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Roshan Thapa
Roshan Thapa

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Essential Git Commands

Today, I'm excited to share some of the commands I've learned, and together, we'll unravel the magic behind them!

Let's Begin with the Basics: What is Git?

In a nutshell, Git is a distributed version control system primarily designed for tracking changes in source code during software development. It empowers multiple developers to collaborate on a project while keeping a record of different versions of the codebase.

Exploring Git's Fundamental Commands

Now, let's dive into a few essential Git commands that will revolutionize the way you manage your projects.

Repository Initialization and Configurations:

  • git config [ options ] : This command is used to configure Git settings. It allows you to set your name, email, default branch, and other options. For example, you can use git config --global user.name "John Doe" and config --global user.email "johndoe@gmail.com" to set your name as "John Doe" and your email as johndoe@gmail.com globally in Git.
  • git init: This command initializes a new Git repository in a directory. It sets up the necessary files and folders to start tracking changes. For example, when you create a new project, you can use git init git-example to tell Git to start keeping track of all the changes you make.
  • git clone <url>: This command is used to create a copy of a remote Git repository on your local machine. It downloads all the files and the complete history of changes from the remote repository. For example, if your friend has a project, you can use git clone https://github.com/johndoe/git-example.git to make an exact copy of it on your own local machine.

Managing Changes:

  • git add <filename>: This command adds the changes you've made to the staging area in Git. It prepares the changes to be included in the next commit. For example, create a new file by the name index.html this can be can be added to the staging area by using git add index.html.
  • git add . : This command adds all the changes you made to the staging area in Git.
  • git status: This command shows the current status of the Git repository. It tells you which files have been modified, added, or deleted since the last commit. For example, if a new file was created git status would show that a file has been created and if that file is currently been tracked.
  • git commit -m "<message>": This command creates a new commit in Git, which is a snapshot of the changes you added to the staging area. The commit is given a unique identifier and a message that describes the changes. For example, we created a file called index.html we can commit our file using git commit -m "index.html created".
  • Alternatively, you can use git commit -am "<message>": This command combines two actions, staging changes git add . and creating a commit git commit. The -a option automatically stages all modified files, while the -m "<message>" option allows you to provide a commit message directly without opening an editor. It's useful when you don't have new files to add to the staging area. For example, you can use git commit -am "Updated index.html"

Branching and Merging:

  • In Git, a branch is a reference point to a specific commit within a repository's commit history. It allows us to work on different aspects of a project simultaneously, keeping changes isolated from one another until they are ready to be merged.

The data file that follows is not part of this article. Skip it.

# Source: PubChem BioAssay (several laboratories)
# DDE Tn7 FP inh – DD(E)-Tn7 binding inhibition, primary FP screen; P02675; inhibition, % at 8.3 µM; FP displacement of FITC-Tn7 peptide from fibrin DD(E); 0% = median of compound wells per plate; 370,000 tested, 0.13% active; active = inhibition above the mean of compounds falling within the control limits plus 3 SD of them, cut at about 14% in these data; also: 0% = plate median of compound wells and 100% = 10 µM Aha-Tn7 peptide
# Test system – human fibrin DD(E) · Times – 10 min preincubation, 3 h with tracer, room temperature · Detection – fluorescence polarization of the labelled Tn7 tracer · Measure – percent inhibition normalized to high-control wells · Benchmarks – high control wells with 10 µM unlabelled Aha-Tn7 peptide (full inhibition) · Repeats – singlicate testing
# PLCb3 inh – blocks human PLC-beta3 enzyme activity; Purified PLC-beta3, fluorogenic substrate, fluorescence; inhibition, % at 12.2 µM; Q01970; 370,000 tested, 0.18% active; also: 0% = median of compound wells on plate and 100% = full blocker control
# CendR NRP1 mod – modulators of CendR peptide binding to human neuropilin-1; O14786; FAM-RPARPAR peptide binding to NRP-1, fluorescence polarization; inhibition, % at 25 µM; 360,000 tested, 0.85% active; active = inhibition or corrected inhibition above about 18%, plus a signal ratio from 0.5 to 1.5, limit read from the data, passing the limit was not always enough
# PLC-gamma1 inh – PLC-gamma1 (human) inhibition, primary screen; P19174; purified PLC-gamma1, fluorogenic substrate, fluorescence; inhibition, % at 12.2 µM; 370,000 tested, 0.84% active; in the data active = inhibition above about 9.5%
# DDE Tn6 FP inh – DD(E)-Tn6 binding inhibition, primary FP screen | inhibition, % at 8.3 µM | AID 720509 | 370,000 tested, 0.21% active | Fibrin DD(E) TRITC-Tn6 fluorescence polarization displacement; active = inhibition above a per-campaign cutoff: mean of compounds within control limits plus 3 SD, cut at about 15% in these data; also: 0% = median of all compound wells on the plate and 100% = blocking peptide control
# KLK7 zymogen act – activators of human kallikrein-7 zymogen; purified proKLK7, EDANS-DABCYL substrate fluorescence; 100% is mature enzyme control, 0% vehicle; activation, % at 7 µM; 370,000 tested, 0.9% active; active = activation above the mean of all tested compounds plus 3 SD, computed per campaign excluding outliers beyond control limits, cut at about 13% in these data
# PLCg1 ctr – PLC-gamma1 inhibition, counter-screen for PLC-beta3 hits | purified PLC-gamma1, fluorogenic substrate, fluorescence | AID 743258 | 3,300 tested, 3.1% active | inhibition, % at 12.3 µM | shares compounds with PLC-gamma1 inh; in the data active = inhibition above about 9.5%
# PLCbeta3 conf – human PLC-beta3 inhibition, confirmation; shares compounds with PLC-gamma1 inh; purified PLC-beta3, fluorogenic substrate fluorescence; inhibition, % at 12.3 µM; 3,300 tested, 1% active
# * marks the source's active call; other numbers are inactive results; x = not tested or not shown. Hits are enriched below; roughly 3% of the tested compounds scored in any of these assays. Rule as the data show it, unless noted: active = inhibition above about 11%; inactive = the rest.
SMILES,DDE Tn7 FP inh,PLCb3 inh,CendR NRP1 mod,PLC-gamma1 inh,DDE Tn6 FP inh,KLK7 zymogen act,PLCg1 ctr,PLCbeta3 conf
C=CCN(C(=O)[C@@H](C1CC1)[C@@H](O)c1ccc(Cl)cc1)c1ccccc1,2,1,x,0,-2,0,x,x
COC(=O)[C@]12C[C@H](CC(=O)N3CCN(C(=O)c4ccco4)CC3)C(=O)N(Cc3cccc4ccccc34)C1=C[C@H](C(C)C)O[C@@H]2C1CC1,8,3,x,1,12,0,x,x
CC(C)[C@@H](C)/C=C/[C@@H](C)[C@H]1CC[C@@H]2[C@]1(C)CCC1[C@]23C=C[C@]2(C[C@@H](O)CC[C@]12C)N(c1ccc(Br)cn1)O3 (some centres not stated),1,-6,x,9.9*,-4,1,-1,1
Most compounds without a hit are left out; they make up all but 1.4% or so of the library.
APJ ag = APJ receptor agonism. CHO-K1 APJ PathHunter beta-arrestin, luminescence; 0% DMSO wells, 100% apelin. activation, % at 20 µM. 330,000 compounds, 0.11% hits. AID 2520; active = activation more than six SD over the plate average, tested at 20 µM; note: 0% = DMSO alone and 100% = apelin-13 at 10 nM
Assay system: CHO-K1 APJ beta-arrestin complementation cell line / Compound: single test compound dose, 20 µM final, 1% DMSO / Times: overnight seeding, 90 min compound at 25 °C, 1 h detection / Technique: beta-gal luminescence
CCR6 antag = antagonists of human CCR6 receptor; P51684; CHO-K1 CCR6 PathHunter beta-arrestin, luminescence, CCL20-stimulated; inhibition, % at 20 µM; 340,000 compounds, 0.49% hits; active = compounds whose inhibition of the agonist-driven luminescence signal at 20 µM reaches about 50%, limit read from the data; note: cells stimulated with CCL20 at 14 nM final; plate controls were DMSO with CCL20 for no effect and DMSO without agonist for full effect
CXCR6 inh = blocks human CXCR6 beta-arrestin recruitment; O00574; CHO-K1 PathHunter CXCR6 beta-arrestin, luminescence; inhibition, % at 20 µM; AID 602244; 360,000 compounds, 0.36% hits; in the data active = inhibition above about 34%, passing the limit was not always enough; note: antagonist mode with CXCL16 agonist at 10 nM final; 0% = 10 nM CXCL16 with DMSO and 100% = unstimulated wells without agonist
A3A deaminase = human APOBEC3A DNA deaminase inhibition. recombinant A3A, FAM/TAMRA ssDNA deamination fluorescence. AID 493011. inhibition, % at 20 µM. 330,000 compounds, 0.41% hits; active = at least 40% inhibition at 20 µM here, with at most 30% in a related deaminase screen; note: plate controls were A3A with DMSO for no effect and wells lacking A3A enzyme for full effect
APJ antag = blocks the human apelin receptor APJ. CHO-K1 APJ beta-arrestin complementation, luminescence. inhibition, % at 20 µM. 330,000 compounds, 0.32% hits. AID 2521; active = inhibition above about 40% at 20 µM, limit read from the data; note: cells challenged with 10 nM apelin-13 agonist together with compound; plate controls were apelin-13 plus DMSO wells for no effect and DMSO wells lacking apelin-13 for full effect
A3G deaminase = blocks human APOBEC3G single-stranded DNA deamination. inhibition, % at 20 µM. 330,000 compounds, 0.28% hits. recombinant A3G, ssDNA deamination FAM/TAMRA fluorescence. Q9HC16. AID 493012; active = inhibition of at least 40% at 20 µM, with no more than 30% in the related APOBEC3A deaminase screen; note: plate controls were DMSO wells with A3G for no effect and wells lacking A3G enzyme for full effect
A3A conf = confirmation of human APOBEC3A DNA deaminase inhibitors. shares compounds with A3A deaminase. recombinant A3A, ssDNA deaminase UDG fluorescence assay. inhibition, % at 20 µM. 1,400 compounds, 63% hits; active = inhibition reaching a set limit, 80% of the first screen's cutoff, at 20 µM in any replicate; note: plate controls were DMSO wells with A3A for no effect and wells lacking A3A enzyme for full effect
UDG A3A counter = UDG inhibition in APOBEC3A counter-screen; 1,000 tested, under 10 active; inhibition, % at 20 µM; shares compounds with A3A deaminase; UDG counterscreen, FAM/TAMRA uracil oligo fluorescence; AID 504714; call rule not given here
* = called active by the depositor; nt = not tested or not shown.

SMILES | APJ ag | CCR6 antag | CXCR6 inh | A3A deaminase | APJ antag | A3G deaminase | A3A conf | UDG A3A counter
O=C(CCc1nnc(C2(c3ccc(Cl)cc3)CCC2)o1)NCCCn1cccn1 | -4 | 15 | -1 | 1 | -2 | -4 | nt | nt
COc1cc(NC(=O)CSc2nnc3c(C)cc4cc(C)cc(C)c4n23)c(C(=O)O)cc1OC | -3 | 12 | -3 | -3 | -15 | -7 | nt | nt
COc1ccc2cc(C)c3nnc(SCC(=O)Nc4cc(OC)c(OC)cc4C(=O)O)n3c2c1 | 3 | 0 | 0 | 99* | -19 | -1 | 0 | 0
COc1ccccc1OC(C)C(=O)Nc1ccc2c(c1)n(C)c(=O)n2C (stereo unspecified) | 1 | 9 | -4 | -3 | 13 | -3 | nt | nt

• git branch -a: This command lists all the branches in your Git repository, including both local branches (created on your machine) and remote branches (from other computers or servers). It shows you the different versions of your project that exist.
  • git checkout -b <branch_name>: This command creates a new branch in Git and switches to that branch in one step. It allows you to work on a new feature or fix without affecting the main branch. For example, if you want to work on a new html file, you can use git checkout -b new_file to create a branch called "new_file" and start building your unique html file like about-us.html.
  • git merge <branch_name>: This command combines changes from one branch into another branch. It integrates the changes made in the specified branch into the current branch. For example, if you finished building your new file in the "new_file" branch and want to bring it into the main branch, you can use git merge new_file to merge the changes into the main branch.

Remote Collaboration:

  • git fetch: This command downloads all the changes and new branches from a remote Git repository to your local machine. It updates your local copy of the repository without merging the changes into your current branch.
  • git pull: This command combines two actions, it fetches the changes from a remote Git repository (like git fetch), and then it automatically merges those changes into your current branch. It updates your local copy and incorporates the changes made by others.
  • git push: This command is used to send your local Git commits to a remote repository. It uploads your changes and makes them available to others who have access to the remote repository.

Inspecting History and Commits:

  • git log: This command displays a history of all the commits in a Git repository. It shows information such as the commit's unique identifier, author, date, and commit message.
  • git show <identifier_id>: This command displays the detailed information about a specific commit. It shows the changes made in that commit, including the file differences. For example git show 5ea9b3b would show a detailed information on that commit

That's it for now, for a full list of Git commands or Git cheat-sheet you can visit this link:Git-Cheat-Sheet

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